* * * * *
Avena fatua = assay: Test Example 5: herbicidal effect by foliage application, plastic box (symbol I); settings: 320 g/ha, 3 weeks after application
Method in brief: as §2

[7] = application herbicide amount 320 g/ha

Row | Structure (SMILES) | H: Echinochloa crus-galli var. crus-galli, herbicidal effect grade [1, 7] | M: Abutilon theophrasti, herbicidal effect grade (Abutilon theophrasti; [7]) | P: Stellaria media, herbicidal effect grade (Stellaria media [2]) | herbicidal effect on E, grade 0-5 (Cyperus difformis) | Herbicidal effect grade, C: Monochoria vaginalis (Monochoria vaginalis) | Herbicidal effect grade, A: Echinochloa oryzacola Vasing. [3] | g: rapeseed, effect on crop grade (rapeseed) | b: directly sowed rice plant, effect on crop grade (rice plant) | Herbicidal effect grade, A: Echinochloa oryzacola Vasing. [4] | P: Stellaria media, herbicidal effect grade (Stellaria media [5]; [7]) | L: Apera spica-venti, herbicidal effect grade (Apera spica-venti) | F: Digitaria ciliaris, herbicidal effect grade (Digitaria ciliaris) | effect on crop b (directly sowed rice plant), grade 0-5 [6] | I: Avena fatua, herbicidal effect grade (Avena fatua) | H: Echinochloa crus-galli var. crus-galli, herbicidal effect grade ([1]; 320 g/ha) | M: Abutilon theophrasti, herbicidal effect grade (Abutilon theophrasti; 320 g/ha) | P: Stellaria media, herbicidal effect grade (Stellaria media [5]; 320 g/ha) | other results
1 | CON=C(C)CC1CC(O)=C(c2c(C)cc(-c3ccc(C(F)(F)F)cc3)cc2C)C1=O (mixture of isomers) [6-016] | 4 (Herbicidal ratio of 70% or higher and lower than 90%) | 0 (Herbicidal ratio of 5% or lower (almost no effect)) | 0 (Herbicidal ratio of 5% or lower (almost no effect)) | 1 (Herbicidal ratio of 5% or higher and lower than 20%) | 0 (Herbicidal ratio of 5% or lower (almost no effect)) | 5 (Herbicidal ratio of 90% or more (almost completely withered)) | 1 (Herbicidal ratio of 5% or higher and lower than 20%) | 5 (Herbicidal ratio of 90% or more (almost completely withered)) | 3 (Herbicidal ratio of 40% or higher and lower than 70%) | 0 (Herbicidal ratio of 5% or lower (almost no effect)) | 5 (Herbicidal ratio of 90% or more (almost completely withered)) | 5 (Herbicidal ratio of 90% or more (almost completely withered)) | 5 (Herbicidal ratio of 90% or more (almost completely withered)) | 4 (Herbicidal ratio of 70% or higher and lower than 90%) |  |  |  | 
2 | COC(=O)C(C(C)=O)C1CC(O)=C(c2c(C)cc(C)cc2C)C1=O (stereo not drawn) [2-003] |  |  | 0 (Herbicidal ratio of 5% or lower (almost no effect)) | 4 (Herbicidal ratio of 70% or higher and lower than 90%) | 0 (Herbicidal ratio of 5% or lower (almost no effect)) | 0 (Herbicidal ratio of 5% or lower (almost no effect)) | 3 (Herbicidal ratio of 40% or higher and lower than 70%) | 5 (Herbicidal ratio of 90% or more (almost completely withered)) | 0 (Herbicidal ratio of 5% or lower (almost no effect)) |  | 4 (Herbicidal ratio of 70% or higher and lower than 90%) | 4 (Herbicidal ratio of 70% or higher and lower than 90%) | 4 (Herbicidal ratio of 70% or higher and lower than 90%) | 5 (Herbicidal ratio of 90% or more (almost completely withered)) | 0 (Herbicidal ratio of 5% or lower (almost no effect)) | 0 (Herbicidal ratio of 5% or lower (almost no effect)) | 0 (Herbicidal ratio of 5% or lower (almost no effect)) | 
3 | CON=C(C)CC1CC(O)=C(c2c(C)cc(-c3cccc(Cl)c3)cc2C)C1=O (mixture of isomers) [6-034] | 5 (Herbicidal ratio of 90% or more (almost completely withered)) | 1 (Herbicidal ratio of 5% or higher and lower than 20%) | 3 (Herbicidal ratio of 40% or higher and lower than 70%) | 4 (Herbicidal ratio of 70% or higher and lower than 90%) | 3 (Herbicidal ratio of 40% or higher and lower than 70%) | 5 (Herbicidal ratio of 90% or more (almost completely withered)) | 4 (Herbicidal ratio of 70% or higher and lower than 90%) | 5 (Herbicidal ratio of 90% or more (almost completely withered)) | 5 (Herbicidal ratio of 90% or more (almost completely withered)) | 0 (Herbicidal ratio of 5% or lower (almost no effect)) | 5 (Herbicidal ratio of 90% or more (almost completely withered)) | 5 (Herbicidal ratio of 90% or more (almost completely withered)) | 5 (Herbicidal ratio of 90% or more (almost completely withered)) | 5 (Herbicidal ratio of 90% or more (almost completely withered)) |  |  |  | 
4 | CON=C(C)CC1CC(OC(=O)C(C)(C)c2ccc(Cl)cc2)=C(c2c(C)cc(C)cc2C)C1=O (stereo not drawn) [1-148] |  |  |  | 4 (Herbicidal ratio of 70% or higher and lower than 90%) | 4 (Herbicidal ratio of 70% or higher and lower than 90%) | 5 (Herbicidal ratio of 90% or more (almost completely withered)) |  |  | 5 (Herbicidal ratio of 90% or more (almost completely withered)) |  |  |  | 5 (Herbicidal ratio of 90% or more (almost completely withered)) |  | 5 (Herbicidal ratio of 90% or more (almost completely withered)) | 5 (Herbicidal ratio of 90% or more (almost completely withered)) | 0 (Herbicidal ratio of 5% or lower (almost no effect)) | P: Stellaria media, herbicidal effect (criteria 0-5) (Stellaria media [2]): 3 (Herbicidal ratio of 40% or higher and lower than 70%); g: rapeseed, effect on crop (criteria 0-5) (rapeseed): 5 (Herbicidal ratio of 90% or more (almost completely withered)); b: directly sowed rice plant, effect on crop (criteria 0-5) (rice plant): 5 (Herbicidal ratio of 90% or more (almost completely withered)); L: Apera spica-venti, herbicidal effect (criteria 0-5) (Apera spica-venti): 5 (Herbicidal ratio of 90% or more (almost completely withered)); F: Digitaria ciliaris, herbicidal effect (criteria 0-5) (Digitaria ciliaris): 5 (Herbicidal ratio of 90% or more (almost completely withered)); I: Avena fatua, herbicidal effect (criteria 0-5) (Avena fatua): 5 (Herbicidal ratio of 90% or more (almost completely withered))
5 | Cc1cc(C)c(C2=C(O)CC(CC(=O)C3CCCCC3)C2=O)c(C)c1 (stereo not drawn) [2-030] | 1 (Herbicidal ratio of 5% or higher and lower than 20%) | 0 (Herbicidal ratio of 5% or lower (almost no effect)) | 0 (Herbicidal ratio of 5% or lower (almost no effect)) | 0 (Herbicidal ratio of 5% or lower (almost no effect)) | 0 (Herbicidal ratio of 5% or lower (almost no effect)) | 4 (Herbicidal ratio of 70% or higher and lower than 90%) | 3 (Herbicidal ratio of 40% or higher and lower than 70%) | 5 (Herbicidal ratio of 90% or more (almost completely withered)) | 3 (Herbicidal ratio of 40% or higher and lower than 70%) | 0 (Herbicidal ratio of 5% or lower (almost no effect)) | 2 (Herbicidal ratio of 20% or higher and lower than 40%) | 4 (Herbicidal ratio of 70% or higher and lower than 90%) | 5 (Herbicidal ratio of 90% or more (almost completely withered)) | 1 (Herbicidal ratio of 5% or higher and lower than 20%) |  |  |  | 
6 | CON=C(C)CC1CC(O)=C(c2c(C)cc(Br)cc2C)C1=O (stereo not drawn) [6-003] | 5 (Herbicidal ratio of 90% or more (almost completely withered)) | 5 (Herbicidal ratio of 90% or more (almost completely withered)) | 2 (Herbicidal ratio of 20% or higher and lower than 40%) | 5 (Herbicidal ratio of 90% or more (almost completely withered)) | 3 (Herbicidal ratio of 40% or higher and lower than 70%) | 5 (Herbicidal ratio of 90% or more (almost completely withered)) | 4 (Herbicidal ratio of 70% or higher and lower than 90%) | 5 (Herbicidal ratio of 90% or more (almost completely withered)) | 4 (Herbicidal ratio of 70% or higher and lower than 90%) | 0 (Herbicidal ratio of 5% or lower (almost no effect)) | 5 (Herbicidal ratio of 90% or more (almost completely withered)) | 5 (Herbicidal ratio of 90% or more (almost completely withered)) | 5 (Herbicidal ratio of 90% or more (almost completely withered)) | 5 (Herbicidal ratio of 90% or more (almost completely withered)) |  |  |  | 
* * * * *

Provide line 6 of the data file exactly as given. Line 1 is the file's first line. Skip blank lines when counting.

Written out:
2 | COC(=O)C(C(C)=O)C1CC(O)=C(c2c(C)cc(C)cc2C)C1=O (stereo not drawn) [2-003] |  |  | 0 (Herbicidal ratio of 5% or lower (almost no effect)) | 4 (Herbicidal ratio of 70% or higher and lower than 90%) | 0 (Herbicidal ratio of 5% or lower (almost no effect)) | 0 (Herbicidal ratio of 5% or lower (almost no effect)) | 3 (Herbicidal ratio of 40% or higher and lower than 70%) | 5 (Herbicidal ratio of 90% or more (almost completely withered)) | 0 (Herbicidal ratio of 5% or lower (almost no effect)) |  | 4 (Herbicidal ratio of 70% or higher and lower than 90%) | 4 (Herbicidal ratio of 70% or higher and lower than 90%) | 4 (Herbicidal ratio of 70% or higher and lower than 90%) | 5 (Herbicidal ratio of 90% or more (almost completely withered)) | 0 (Herbicidal ratio of 5% or lower (almost no effect)) | 0 (Herbicidal ratio of 5% or lower (almost no effect)) | 0 (Herbicidal ratio of 5% or lower (almost no effect)) | 